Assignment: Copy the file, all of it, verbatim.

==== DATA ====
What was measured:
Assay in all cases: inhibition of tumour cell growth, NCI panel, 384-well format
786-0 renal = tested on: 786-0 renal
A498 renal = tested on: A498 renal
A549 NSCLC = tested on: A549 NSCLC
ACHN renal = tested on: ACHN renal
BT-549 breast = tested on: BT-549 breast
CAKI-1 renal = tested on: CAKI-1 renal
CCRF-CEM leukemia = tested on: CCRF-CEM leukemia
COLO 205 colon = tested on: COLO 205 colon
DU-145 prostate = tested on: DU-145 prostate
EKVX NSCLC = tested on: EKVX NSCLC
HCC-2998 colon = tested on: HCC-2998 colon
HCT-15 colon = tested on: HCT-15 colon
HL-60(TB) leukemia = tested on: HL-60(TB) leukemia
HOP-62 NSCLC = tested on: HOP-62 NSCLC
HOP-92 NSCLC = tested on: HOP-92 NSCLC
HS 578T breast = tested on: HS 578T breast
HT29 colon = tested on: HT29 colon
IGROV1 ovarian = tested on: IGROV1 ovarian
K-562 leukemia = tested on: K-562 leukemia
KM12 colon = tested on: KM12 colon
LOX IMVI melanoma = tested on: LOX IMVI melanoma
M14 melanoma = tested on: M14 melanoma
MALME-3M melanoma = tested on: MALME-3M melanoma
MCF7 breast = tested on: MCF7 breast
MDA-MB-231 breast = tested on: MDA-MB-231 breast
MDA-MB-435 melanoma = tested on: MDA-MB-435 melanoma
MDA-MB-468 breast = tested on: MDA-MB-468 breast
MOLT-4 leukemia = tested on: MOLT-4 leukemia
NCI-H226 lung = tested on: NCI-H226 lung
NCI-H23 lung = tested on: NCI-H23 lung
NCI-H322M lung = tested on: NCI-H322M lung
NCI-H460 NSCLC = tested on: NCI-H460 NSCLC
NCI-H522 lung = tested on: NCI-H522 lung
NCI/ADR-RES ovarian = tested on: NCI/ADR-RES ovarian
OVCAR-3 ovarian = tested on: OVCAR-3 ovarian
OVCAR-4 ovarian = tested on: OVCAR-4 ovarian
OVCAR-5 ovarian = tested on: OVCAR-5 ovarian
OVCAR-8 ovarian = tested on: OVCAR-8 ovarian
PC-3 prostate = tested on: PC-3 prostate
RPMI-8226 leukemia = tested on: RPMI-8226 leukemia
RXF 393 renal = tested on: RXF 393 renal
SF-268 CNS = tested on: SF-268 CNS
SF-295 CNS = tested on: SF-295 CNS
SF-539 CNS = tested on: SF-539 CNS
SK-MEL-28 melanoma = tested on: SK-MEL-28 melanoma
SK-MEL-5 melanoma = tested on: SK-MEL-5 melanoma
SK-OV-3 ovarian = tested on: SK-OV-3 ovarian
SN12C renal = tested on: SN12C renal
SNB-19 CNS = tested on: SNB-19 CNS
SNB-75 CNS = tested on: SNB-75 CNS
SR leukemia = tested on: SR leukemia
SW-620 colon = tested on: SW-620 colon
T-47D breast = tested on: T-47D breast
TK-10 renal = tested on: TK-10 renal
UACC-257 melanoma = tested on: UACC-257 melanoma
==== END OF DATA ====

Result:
What was measured:
Assay in all cases: inhibition of tumour cell growth, NCI panel, 384-well format
786-0 renal = tested on: 786-0 renal
A498 renal = tested on: A498 renal
A549 NSCLC = tested on: A549 NSCLC
ACHN renal = tested on: ACHN renal
BT-549 breast = tested on: BT-549 breast
CAKI-1 renal = tested on: CAKI-1 renal
CCRF-CEM leukemia = tested on: CCRF-CEM leukemia
COLO 205 colon = tested on: COLO 205 colon
DU-145 prostate = tested on: DU-145 prostate
EKVX NSCLC = tested on: EKVX NSCLC
HCC-2998 colon = tested on: HCC-2998 colon
HCT-15 colon = tested on: HCT-15 colon
HL-60(TB) leukemia = tested on: HL-60(TB) leukemia
HOP-62 NSCLC = tested on: HOP-62 NSCLC
HOP-92 NSCLC = tested on: HOP-92 NSCLC
HS 578T breast = tested on: HS 578T breast
HT29 colon = tested on: HT29 colon
IGROV1 ovarian = tested on: IGROV1 ovarian
K-562 leukemia = tested on: K-562 leukemia
KM12 colon = tested on: KM12 colon
LOX IMVI melanoma = tested on: LOX IMVI melanoma
M14 melanoma = tested on: M14 melanoma
MALME-3M melanoma = tested on: MALME-3M melanoma
MCF7 breast = tested on: MCF7 breast
MDA-MB-231 breast = tested on: MDA-MB-231 breast
MDA-MB-435 melanoma = tested on: MDA-MB-435 melanoma
MDA-MB-468 breast = tested on: MDA-MB-468 breast
MOLT-4 leukemia = tested on: MOLT-4 leukemia
NCI-H226 lung = tested on: NCI-H226 lung
NCI-H23 lung = tested on: NCI-H23 lung
NCI-H322M lung = tested on: NCI-H322M lung
NCI-H460 NSCLC = tested on: NCI-H460 NSCLC
NCI-H522 lung = tested on: NCI-H522 lung
NCI/ADR-RES ovarian = tested on: NCI/ADR-RES ovarian
OVCAR-3 ovarian = tested on: OVCAR-3 ovarian
OVCAR-4 ovarian = tested on: OVCAR-4 ovarian
OVCAR-5 ovarian = tested on: OVCAR-5 ovarian
OVCAR-8 ovarian = tested on: OVCAR-8 ovarian
PC-3 prostate = tested on: PC-3 prostate
RPMI-8226 leukemia = tested on: RPMI-8226 leukemia
RXF 393 renal = tested on: RXF 393 renal
SF-268 CNS = tested on: SF-268 CNS
SF-295 CNS = tested on: SF-295 CNS
SF-539 CNS = tested on: SF-539 CNS
SK-MEL-28 melanoma = tested on: SK-MEL-28 melanoma
SK-MEL-5 melanoma = tested on: SK-MEL-5 melanoma
SK-OV-3 ovarian = tested on: SK-OV-3 ovarian
SN12C renal = tested on: SN12C renal
SNB-19 CNS = tested on: SNB-19 CNS
SNB-75 CNS = tested on: SNB-75 CNS
SR leukemia = tested on: SR leukemia
SW-620 colon = tested on: SW-620 colon
T-47D breast = tested on: T-47D breast
TK-10 renal = tested on: TK-10 renal
UACC-257 melanoma = tested on: UACC-257 melanoma